Low Capitalization Assets

These are assets that have a unit value (individually) below the capital cost threshold, set by the owner or by local statute, and only have material value as a group (collectively). 

Some common examples of low-capitalization assets include the following: 

  • Outdoor furniture (benches, bollards, bicycle racks, etc)
  • Fitness Equipment (treadmills, recumbent bikes, etc)
  • Interior Furnishings. 
  • Fire Extinguishers
  • Batteries (fire panel and generator)
  • Light Fixtures (exterior and interior)
  • Lamp ballasts
  • Fire alarm initiating devices, such as smoke and heat detectors
For example:
  • Each individual fire extinguisher will cost $150 to replace. However, there are 200 extinguishers in the building with a total value of $30,000

Low capitalization assets have the following general attributes:

  • Older buildings will not likely have a single baseline of placed in service dates and it may be difficult to track the age of the inventory.
  • The renewal is sometimes funded from the operating budget rather than the capital budget (see: capex-opex spillover).
  • Renewal is cyclical-phased in nature rather than block replacement.

Management of LC Assets:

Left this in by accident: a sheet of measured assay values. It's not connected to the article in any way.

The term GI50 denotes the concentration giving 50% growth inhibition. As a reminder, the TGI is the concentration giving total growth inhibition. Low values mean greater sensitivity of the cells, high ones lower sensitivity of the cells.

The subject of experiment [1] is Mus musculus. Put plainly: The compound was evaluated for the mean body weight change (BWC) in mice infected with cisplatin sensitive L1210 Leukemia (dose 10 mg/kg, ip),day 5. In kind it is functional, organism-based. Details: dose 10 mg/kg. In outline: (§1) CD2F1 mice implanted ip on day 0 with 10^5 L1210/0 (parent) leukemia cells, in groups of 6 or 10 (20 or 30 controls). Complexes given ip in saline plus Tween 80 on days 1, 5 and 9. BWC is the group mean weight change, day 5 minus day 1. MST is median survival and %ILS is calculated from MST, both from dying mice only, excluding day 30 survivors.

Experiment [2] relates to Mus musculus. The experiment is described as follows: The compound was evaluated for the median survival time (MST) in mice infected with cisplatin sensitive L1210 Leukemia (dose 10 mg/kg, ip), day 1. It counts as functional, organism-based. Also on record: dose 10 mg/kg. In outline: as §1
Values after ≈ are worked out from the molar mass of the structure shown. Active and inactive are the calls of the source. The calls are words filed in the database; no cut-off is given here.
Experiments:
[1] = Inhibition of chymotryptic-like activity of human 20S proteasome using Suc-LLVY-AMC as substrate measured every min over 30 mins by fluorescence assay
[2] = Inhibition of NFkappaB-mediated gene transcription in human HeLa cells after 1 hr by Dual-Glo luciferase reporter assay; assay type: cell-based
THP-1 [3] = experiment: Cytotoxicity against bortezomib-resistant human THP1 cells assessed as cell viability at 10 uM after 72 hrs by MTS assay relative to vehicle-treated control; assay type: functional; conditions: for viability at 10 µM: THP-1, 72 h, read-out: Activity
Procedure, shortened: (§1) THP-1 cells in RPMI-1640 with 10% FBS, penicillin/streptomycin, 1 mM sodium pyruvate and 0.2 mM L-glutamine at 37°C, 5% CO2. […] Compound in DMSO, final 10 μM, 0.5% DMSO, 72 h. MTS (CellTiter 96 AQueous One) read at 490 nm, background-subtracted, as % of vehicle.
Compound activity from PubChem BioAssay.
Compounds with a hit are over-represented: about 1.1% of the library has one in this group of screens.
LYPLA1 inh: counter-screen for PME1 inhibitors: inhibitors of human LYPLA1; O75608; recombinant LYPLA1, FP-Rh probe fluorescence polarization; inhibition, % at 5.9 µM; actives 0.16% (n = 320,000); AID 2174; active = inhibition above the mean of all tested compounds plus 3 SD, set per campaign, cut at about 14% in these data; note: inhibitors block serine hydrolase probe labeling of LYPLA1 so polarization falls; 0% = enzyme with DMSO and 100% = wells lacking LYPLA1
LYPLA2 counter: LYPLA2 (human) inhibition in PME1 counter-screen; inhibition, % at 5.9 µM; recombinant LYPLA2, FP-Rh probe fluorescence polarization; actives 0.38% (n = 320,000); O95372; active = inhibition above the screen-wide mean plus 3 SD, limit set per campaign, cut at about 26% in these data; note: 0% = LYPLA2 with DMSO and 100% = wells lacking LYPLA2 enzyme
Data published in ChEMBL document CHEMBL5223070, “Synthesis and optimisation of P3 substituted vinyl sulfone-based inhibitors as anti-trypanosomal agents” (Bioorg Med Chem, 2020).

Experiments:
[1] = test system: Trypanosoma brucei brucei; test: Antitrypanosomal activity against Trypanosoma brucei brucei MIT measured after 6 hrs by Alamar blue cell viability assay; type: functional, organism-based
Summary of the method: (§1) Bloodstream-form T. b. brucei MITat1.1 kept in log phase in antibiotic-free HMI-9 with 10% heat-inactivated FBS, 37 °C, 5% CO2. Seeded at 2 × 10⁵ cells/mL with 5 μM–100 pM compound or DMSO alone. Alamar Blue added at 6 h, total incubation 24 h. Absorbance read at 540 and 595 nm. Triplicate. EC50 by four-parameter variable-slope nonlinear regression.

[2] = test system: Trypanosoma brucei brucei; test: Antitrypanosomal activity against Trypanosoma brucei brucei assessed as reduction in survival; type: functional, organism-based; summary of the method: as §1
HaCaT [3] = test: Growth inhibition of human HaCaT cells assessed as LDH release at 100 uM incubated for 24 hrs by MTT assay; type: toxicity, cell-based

Included below are some asset management principles associated with low-capitalization assets.

Some examples of major maintenance on low-capitalization assets, which have material value as a group:

In the case of portfolio owners, the owner may wish to have these aggregated throughout the portfolio rather than on a per facility basis in terms of their geographical proximity to any one particular building.

One challenge facing owners is how to efficiently finance the phased replacement of LC assets:
These types of assets are sometimes candidates for a failure replacement policy.
Fig. Fire extinguishers.

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Fig. Fitness equipment.               Fig. Battery packs.

Fig. Smoke alarms and other initiating devices.

Fig. Light fixtures and ballasts.

See also:
Compare with:

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